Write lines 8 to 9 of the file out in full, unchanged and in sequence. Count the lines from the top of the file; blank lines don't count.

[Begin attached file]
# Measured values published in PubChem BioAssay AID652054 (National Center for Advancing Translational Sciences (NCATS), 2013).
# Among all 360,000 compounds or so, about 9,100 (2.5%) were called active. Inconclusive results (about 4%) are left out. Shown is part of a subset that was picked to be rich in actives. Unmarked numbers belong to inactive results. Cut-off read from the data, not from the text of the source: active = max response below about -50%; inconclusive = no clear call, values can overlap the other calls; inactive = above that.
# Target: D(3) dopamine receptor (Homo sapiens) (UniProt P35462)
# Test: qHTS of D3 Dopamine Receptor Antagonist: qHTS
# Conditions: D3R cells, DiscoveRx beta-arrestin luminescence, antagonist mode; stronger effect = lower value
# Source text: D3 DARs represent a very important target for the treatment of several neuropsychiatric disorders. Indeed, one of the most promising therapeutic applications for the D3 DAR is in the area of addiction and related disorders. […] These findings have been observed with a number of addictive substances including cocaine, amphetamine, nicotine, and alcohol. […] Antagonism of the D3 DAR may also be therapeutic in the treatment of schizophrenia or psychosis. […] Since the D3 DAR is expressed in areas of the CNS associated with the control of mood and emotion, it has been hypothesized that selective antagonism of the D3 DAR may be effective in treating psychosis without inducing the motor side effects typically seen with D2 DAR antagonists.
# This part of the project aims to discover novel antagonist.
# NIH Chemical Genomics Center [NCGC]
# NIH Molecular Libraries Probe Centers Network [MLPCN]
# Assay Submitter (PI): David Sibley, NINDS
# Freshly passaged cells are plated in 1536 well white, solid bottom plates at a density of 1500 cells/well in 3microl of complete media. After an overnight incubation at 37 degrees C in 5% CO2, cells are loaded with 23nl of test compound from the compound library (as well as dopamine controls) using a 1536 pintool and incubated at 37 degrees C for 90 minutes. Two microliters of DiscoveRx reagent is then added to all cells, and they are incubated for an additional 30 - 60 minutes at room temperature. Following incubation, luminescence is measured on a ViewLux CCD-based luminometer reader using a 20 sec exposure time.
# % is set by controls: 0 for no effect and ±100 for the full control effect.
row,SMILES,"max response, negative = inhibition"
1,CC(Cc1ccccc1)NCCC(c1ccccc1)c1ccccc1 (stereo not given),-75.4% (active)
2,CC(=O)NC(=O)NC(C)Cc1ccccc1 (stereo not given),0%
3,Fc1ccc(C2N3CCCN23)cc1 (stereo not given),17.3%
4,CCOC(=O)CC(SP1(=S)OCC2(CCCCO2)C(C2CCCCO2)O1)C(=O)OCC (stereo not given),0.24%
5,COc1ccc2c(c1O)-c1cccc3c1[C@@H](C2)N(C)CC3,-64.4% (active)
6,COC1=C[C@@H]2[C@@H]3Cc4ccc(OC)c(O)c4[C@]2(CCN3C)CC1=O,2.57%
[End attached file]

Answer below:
# NIH Chemical Genomics Center [NCGC]
# NIH Molecular Libraries Probe Centers Network [MLPCN]